McManus, K., L. Antinoro, F. Sacks, 2001. A randomized controlled trial of a moderate fat, low energy diet compared with a low fat, low energy diet for weight loss in overweight adults. Int J Obesity. 25:1503-11.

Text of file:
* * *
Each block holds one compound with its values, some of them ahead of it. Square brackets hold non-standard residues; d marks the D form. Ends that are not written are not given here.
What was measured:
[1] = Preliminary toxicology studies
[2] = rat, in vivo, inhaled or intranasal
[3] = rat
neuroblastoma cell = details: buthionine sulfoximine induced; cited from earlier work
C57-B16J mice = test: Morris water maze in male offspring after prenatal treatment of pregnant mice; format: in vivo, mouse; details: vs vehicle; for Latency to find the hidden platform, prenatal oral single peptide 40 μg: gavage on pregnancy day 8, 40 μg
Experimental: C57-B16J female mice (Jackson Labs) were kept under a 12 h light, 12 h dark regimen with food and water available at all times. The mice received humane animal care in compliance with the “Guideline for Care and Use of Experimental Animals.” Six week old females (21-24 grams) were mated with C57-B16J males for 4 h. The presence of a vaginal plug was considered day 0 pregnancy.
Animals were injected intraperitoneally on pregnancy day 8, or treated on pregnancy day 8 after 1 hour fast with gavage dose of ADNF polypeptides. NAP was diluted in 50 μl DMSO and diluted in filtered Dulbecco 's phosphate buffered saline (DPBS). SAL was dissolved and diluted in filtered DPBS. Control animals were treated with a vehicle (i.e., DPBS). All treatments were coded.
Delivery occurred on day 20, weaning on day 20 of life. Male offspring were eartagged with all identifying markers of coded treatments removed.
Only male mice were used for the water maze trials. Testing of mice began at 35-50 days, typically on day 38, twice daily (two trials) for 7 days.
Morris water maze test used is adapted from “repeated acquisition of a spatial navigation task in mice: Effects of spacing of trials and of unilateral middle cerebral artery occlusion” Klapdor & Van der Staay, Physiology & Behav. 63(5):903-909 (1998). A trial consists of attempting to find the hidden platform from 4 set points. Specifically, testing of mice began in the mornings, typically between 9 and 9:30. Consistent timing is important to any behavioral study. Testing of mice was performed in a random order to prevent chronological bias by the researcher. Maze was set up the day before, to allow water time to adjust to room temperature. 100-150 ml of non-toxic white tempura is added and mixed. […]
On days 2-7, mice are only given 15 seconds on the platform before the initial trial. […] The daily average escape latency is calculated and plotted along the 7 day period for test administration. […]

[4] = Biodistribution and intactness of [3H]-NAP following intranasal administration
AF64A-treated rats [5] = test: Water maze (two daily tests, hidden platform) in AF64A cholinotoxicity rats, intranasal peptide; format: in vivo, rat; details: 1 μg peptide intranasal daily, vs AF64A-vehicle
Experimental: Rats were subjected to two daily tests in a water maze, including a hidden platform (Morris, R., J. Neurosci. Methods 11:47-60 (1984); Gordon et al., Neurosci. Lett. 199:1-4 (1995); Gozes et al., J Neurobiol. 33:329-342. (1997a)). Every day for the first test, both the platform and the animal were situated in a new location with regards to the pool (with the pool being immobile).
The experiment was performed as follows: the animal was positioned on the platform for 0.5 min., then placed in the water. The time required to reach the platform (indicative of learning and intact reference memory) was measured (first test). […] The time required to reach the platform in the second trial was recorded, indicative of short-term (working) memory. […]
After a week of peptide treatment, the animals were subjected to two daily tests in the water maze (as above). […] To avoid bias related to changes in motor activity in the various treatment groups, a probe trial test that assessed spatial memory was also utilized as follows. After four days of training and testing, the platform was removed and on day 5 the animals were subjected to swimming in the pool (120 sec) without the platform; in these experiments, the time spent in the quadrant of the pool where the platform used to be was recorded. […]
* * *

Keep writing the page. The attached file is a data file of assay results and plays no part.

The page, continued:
CONTEXT: Long-term success in weight loss with dietary treatment has been elusive. OBJECTIVE: To evaluate a diet moderate in fat based on the Mediterranean diet compared to a standard low-fat diet for weight loss when both were controlled for energy. DESIGN: A randomized, prospective 18 month trial in a free-living population. PATIENTS: A total of 101 overweight men and women (26.5 – 46 kg/m2). INTERVENTION: (1) Moderate-fat diet (35% of energy); (2) low-fat diet (20% of energy). MAIN OUTCOME MEASUREMENTS: Change in body weight. RESULTS: After 18 months, 31/50 subjects in the moderate-fat group, and 30/51 in the low fat group were available for measurements. In the moderate-fat group, there were mean decreases in body weight of 4.1 kg, body mass index of 1.6 kg/m2, and waist circumference of 6.9 cm, compared to increases in the low-fat group of 2.9 kg, 1.4 kg/m2 and 2.6 cm, respectively; P ≤ 0.001 between the groups. The difference in weight change between the groups was 7.0 kg. (95% CI 5.3, 8.7). Only 20% (10/51) of those in the low-fat group were actively participating in the weight loss program after 18 months compared to 54% (27/50) in the moderate-fat group, (P <0.002). The moderate-fat diet group was continued for an additional year. The mean weight loss after 30 months compared to baseline was 3.5 kg (n=19, P=0.03). CONCLUSIONS: A moderate-fat, Mediterranean-style diet, controlled in energy, offers an alternative to a low-fat diet with superior long-term participation and adherence, with consequent improvements in weight loss.